The Moonraker team asked us whether we were alright. I knew we were. As a matter of good style, we had to finish Goddess. I assumed Fred didn't want another go (he really was pumped stupid now and was presumably in something of a nervous state). I led the pitch in nervous style. Wherever there was a piece that Fred was belaying on, I placed an extra piece (just to be sure). I got to the in-situ piece. It was a Peck peg. I clipped it. Just to be sure, I gave it a pull. The peg moved. Oh dear - that peg that we had been dangling from was actually not really attached to the crag at all. "You might as well pull this one out as a souvenir", I said to Fred. I moved to where Fred had lobbed. He was right - the holds were muddy and pretty poor. I gnarled in a friend 1 and then set to work with my nut remover. On excavating the mud, I was able to find a little finger jug. From the finger jug, a nervous move led me into the juggy vegetated crack above. It had been a worrying little lead, but I was at last on easier ground, above the moves that Fred had lobbed from.

At the second belay (shared with Moonraker), I had the chance to practice the art of belay creation once more. This time there was a good thread and peg to belay from. I also used a couple of friends in horizontal breaks. This time it was a good belay! I took the ropes in and then waited for Fred to come up. I watched him pretty carefully, especially at the point where he had lobbed before. He was fine on the blunt end. I think he was a little peeved with himself because he realised that he had fallen with his hands about two inches away from a good jug in the vegetated crack.

He showed me his trophy - the Peck peg. He had pulled it straight out. Having a 30 degree bend in it, it was in a sorry little state. It had probably been there for years waiting patiently for it's role in life to be fulfilled. Now it could retire in peace knowing that it's existence had been worthwhile. That bit of steel could have been made into some can - thrown into a dustbin once the baked beans had been eaten. Now it was the hero of the hour and had earned it's place on the mantlepiece for eternity.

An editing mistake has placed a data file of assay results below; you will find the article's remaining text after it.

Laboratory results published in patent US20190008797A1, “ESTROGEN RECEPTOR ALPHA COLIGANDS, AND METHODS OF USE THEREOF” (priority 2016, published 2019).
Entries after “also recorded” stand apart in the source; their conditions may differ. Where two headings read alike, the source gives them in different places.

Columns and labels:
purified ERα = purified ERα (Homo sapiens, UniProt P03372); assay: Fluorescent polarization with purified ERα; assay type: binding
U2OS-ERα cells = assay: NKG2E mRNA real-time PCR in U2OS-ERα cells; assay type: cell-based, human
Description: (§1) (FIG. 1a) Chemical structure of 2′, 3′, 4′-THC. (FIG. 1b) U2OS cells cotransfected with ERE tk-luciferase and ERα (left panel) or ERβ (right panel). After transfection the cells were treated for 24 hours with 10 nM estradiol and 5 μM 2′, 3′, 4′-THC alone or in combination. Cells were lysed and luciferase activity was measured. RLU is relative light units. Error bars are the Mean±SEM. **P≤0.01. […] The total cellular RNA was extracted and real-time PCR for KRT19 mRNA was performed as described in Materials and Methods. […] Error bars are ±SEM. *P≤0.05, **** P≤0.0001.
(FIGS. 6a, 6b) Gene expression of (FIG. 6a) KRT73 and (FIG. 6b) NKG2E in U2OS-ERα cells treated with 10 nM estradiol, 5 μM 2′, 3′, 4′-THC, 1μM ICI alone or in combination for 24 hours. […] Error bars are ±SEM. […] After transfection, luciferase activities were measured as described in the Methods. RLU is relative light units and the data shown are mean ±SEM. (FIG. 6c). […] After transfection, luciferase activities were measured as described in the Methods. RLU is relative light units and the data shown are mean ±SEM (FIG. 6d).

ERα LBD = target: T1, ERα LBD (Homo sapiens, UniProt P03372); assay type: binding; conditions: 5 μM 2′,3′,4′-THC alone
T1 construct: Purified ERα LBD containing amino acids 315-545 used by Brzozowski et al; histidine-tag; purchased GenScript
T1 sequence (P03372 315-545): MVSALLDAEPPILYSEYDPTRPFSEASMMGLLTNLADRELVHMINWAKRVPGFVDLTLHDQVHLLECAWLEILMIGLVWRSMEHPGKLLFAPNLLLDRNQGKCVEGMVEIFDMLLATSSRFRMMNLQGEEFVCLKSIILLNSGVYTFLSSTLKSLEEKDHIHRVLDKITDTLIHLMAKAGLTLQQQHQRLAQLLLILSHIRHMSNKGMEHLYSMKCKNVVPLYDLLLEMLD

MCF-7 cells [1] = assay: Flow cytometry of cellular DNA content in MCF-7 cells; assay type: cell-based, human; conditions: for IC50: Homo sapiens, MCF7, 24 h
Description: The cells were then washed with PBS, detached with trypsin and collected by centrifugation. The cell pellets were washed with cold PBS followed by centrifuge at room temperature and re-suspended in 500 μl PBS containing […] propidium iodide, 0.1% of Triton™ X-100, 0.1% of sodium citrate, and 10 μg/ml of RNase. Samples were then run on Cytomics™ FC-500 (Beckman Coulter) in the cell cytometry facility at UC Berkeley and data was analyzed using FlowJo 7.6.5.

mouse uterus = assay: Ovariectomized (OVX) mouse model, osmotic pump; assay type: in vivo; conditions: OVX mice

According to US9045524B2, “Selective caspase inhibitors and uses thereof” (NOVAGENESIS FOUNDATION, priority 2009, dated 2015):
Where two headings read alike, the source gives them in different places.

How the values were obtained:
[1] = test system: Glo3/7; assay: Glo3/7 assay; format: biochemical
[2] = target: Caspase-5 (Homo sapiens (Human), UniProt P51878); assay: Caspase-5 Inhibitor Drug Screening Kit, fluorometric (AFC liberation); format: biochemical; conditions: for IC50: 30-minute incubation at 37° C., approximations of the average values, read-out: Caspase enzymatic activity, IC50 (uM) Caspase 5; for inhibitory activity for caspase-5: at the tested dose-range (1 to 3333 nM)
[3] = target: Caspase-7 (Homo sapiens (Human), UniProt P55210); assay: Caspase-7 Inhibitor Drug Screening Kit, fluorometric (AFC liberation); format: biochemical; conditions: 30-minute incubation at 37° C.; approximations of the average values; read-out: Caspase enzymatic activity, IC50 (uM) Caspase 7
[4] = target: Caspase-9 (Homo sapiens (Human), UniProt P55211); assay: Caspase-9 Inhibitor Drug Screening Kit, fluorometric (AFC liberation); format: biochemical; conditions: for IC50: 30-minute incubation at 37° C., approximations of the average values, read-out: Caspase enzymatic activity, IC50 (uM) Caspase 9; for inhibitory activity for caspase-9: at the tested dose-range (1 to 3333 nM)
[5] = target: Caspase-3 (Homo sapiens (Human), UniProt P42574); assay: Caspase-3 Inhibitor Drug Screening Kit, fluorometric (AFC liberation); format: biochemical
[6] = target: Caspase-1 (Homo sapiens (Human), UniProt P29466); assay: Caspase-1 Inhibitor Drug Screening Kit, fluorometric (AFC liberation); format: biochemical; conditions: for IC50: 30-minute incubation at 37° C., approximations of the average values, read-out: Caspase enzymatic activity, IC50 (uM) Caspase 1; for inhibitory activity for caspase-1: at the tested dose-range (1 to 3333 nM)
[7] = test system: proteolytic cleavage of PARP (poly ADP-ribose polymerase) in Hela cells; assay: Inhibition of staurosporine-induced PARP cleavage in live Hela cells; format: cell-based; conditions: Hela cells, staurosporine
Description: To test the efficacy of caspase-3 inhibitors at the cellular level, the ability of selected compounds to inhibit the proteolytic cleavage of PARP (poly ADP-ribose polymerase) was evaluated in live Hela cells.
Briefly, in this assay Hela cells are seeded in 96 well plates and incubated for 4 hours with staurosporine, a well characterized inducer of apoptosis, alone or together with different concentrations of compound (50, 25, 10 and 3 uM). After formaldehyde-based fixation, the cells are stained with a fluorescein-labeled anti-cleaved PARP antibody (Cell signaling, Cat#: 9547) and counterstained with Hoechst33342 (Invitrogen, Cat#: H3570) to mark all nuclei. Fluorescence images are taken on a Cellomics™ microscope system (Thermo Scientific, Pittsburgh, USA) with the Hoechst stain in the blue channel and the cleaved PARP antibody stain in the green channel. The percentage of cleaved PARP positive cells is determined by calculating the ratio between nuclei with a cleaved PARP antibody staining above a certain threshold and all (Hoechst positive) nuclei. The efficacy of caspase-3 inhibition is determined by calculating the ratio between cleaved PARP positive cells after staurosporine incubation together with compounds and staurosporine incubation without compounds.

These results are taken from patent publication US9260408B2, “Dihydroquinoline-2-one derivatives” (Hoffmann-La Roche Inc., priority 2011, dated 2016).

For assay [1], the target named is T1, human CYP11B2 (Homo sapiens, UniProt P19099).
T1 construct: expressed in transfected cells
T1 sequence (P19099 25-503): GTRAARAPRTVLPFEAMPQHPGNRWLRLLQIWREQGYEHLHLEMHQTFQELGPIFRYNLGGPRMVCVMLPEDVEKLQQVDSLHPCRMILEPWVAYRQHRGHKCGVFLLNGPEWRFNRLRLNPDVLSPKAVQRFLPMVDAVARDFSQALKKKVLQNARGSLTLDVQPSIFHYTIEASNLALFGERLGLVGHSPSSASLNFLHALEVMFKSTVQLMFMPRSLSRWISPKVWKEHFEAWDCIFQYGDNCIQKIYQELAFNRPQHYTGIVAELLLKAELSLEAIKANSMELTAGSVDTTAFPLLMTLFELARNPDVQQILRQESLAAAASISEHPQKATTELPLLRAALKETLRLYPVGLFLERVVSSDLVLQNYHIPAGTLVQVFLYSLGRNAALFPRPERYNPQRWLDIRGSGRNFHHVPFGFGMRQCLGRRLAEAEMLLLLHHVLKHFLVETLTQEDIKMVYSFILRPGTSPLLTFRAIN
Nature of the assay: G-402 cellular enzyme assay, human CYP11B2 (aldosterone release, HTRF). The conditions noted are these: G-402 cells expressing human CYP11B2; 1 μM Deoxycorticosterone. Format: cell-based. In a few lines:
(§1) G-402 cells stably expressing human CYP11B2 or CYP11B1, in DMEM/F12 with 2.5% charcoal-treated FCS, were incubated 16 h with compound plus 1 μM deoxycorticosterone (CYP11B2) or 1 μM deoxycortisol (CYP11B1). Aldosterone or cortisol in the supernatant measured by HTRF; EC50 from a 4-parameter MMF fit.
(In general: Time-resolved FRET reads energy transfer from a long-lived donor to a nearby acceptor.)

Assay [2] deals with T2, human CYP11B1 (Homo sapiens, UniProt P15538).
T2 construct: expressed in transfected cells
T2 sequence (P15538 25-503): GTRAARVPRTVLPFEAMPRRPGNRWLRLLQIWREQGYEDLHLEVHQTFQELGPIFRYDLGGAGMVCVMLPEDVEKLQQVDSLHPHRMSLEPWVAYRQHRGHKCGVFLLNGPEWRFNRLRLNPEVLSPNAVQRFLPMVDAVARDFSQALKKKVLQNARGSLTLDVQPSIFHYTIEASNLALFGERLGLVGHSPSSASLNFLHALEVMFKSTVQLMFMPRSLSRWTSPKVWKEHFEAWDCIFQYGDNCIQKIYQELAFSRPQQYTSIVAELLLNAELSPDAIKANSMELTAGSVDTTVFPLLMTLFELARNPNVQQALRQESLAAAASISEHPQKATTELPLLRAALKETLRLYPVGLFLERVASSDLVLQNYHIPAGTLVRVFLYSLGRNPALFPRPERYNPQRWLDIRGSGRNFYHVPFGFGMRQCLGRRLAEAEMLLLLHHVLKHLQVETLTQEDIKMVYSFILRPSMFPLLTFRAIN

The father and son team had long gone. They were presumably at the top, feeling pretty pleased with themselves and wondering how that party on Goddess could have been so slow and moose-like. A couple of south Devon activists had followed the father and son team up Moonraker. They were telling us tales of other belay ripping experiences on Berry Head - of the time that Pat Littlejohn had ended up dangling off a single peg when the Dreadnought stance had collapsed. We were clearly climbing in good company (styling our way up almost).

I was in charge of the third pitch. The adrenaline was flowing, but I knew that the third pitch was more normal climbing - we'd be alright. I pulled over the starting bulge (the pump was pleasing) and bridged upwards to the cave (what a cave - it is deep enough for a one man bivvy. It would be the perfect place for a falcon to nest - all that seabird food flying around too). There was a tricky section above the cave. I pulled rightwards to an exposed little ledge and then struggled back left on small holds to a knobbly crack that led to the top. It is all pretty exposed up here, though the holds are good and it is eventually possible to get some gear in. Theresa was peering over the top of the crag as I was climbing. "Did you see the lob?" I asked. She hadn't (maybe this was a good thing - it could be a little troubling to see your newly-wed husband take a 30 foot whipper off a south Devon sea cliff). I concentrated on executing the final few moves up the steep grassy corner, the pump pressing nicely by this stage. Eventually I was there - at the top. I shouted "YES". I was well pleased to have ticked Goddess of Gloom. I was pleased that we hadn't quiched onto Moonraker after our misfortune, I was pleased that I had led the whole route (Tom had led it mainly last time). I tied onto the massive post at the top and brought Fred up. I was just happy to be alive as I pulled in the ropes and looked out over the sea.

Both Fred and I were elated to be at the top. We were mentally drained. Chudleigh was no longer on our minds - we headed off for a great pub lunch near Exeter.

Any plans to go back for Moonraker?

We'll be back. The fire still burns.

Martin Beale, September 1999